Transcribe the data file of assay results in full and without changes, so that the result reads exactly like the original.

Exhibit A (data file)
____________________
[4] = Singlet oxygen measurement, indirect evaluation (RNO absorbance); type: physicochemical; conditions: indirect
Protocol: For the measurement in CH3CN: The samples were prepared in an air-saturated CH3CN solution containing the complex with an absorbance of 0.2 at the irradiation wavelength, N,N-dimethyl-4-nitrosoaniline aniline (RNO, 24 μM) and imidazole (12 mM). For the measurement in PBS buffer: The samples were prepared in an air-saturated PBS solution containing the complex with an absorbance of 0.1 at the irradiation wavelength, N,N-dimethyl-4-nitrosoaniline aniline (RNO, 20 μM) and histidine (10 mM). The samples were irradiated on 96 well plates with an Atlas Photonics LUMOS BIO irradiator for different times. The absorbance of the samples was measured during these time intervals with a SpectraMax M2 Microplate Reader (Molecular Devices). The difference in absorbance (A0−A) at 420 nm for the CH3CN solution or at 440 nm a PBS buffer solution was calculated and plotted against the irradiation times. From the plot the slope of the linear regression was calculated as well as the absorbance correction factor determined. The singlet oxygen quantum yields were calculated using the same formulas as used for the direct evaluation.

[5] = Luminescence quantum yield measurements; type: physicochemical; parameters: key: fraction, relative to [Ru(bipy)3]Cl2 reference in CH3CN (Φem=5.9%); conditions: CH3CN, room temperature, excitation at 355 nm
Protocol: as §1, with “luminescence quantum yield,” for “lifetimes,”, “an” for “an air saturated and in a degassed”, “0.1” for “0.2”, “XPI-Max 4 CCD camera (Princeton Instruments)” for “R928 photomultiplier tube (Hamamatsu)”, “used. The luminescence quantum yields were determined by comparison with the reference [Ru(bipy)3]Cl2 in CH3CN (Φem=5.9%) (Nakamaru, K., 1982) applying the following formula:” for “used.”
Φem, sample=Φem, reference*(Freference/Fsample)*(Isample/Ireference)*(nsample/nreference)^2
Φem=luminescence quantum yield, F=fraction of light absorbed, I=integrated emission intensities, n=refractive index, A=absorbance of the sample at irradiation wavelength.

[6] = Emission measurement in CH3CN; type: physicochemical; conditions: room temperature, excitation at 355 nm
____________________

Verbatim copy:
[4] = Singlet oxygen measurement, indirect evaluation (RNO absorbance); type: physicochemical; conditions: indirect
Protocol: For the measurement in CH3CN: The samples were prepared in an air-saturated CH3CN solution containing the complex with an absorbance of 0.2 at the irradiation wavelength, N,N-dimethyl-4-nitrosoaniline aniline (RNO, 24 μM) and imidazole (12 mM). For the measurement in PBS buffer: The samples were prepared in an air-saturated PBS solution containing the complex with an absorbance of 0.1 at the irradiation wavelength, N,N-dimethyl-4-nitrosoaniline aniline (RNO, 20 μM) and histidine (10 mM). The samples were irradiated on 96 well plates with an Atlas Photonics LUMOS BIO irradiator for different times. The absorbance of the samples was measured during these time intervals with a SpectraMax M2 Microplate Reader (Molecular Devices). The difference in absorbance (A0−A) at 420 nm for the CH3CN solution or at 440 nm a PBS buffer solution was calculated and plotted against the irradiation times. From the plot the slope of the linear regression was calculated as well as the absorbance correction factor determined. The singlet oxygen quantum yields were calculated using the same formulas as used for the direct evaluation.

[5] = Luminescence quantum yield measurements; type: physicochemical; parameters: key: fraction, relative to [Ru(bipy)3]Cl2 reference in CH3CN (Φem=5.9%); conditions: CH3CN, room temperature, excitation at 355 nm
Protocol: as §1, with “luminescence quantum yield,” for “lifetimes,”, “an” for “an air saturated and in a degassed”, “0.1” for “0.2”, “XPI-Max 4 CCD camera (Princeton Instruments)” for “R928 photomultiplier tube (Hamamatsu)”, “used. The luminescence quantum yields were determined by comparison with the reference [Ru(bipy)3]Cl2 in CH3CN (Φem=5.9%) (Nakamaru, K., 1982) applying the following formula:” for “used.”
Φem, sample=Φem, reference*(Freference/Fsample)*(Isample/Ireference)*(nsample/nreference)^2
Φem=luminescence quantum yield, F=fraction of light absorbed, I=integrated emission intensities, n=refractive index, A=absorbance of the sample at irradiation wavelength.

[6] = Emission measurement in CH3CN; type: physicochemical; conditions: room temperature, excitation at 355 nm